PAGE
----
The individual mandate
It's the law's heart and the court's big decision: Can the government compel citizens to acquire health insurance? Would that trample liberty by letting government reach further into personal lives than the Constitution allows? Or is it a permissible, more efficient way than taxation to get citizens to pay a fair share for the health care they inevitably need?
If the court upholds
Most obviously: 30 million Americans who lack coverage will get it, and be required to help pay the cost, starting in 2014. The law's vast experiment — a public-private system intended to control costs and improve service — will move forward. So will the arguing over the law's consequences.
If the court blocks
A lot of planning — by states, insurance companies, individuals and businesses — since the law passed in 2010 will be upended, and a lot of uncertainty will return about who can get coverage and for what. Some of the law's changes are popular and might survive: tougher oversight of health insurers; letting parents keep children on their coverage until age 26; free preventive care screenings; protections for people with pre-existing conditions. Even some critics say they favor these gains and would fight to save them. And some insurers say they'll keep them. The main reason so much is unclear gets down to the issue of ...
That's legalese for: If the court strikes down the individual mandate, must it junk the whole law? The Obama administration has argued it's all or nothing, that the whole law stays or goes. Opposing lawyers have argued that the mandate can be surgically removed, saving all or part of the rest.
Relentlessly rising health costs are how we got to this point — the pocketbook issue that worries everyone. The law's backers say its basic approach — get everyone into the insurance pool so the risk is shared — is the only sure way to control costs and expand coverage. Otherwise, the covered keep paying for the not covered, because an ER can't turn away the bleeding uninsured and must pass along the costs of treating them. GOP critics say costs can be curbed through something less intrusive.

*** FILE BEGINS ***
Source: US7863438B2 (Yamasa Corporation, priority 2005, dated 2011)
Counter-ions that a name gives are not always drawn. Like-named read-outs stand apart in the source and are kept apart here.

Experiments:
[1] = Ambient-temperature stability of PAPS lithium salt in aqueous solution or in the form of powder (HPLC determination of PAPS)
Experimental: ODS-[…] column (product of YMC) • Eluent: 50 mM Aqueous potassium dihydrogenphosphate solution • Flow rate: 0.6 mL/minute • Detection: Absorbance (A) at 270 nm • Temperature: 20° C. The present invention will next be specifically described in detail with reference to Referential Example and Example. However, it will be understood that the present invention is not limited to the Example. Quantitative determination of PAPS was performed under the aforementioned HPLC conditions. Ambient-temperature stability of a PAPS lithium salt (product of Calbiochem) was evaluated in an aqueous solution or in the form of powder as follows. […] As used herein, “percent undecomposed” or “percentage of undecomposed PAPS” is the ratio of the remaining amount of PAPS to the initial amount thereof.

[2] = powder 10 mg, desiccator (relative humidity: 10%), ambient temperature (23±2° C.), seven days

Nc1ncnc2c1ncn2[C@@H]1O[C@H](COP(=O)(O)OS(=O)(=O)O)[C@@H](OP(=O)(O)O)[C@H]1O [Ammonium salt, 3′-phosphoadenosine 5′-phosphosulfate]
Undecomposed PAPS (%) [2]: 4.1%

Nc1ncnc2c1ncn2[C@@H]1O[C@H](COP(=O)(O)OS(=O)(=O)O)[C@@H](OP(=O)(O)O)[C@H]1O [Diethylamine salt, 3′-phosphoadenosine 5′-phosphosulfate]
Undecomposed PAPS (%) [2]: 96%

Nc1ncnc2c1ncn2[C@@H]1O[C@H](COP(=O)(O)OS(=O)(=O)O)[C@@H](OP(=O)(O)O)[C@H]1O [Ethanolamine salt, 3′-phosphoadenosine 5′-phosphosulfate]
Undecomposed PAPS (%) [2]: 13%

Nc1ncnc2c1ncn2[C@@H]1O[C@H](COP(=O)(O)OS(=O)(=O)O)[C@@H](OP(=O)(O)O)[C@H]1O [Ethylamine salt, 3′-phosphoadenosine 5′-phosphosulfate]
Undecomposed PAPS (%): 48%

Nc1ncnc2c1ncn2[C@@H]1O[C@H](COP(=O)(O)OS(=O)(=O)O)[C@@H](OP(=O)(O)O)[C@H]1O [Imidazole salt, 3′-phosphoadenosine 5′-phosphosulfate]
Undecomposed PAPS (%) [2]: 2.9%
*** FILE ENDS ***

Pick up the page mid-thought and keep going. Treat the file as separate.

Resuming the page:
Yet to come
The one sure bet: No matter the ruling, it will open a new chapter of national debate — likely in the middle of a bitter election campaign. Republican critics vow to “repeal and replace” the law if it survives, although they haven't said with what. The president publicly voices confidence the law will be upheld and says he's making no backup plan. Both sides are preparing political responses for a mixed ruling, considered a likely outcome. Some analysts predict Obama, if the law is stricken, will campaign against the court as a tool of the GOP's right wing. Expect charges and countercharges to fly.
Besides the mandate, Obamacare includes:
Already in force
» Can keep children on your insurance until they turn 26
» No out-of-pocket charge for preventive care, such as cancer screenings
» Insurer can't cancel coverage once you get sick
» Can't deny coverage to kids with pre-existing conditions
» Rebates if insurers spend too few premium dollars on medical care
Due in 2014
» Exchanges, where you can shop for coverage; financial aid for lower income » Can't deny coverage to adults with pre-existing conditions